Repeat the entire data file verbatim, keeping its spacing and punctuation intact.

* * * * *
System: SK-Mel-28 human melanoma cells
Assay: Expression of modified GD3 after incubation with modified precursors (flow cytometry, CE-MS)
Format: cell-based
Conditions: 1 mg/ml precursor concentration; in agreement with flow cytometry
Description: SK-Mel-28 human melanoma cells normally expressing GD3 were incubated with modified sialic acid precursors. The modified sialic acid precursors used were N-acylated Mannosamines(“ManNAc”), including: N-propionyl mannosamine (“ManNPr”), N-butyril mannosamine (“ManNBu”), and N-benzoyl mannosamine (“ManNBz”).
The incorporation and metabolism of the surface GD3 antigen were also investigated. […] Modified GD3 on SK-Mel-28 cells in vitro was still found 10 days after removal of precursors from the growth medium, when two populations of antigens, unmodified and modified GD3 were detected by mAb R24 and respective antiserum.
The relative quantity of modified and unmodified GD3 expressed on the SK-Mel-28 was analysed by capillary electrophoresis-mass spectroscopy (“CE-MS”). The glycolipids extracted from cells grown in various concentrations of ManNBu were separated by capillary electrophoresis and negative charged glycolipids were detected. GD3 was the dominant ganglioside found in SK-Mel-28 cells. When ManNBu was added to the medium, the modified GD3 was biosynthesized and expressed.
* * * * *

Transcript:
System: SK-Mel-28 human melanoma cells
Assay: Expression of modified GD3 after incubation with modified precursors (flow cytometry, CE-MS)
Format: cell-based
Conditions: 1 mg/ml precursor concentration; in agreement with flow cytometry
Description: SK-Mel-28 human melanoma cells normally expressing GD3 were incubated with modified sialic acid precursors. The modified sialic acid precursors used were N-acylated Mannosamines(“ManNAc”), including: N-propionyl mannosamine (“ManNPr”), N-butyril mannosamine (“ManNBu”), and N-benzoyl mannosamine (“ManNBz”).
The incorporation and metabolism of the surface GD3 antigen were also investigated. […] Modified GD3 on SK-Mel-28 cells in vitro was still found 10 days after removal of precursors from the growth medium, when two populations of antigens, unmodified and modified GD3 were detected by mAb R24 and respective antiserum.
The relative quantity of modified and unmodified GD3 expressed on the SK-Mel-28 was analysed by capillary electrophoresis-mass spectroscopy (“CE-MS”). The glycolipids extracted from cells grown in various concentrations of ManNBu were separated by capillary electrophoresis and negative charged glycolipids were detected. GD3 was the dominant ganglioside found in SK-Mel-28 cells. When ManNBu was added to the medium, the modified GD3 was biosynthesized and expressed.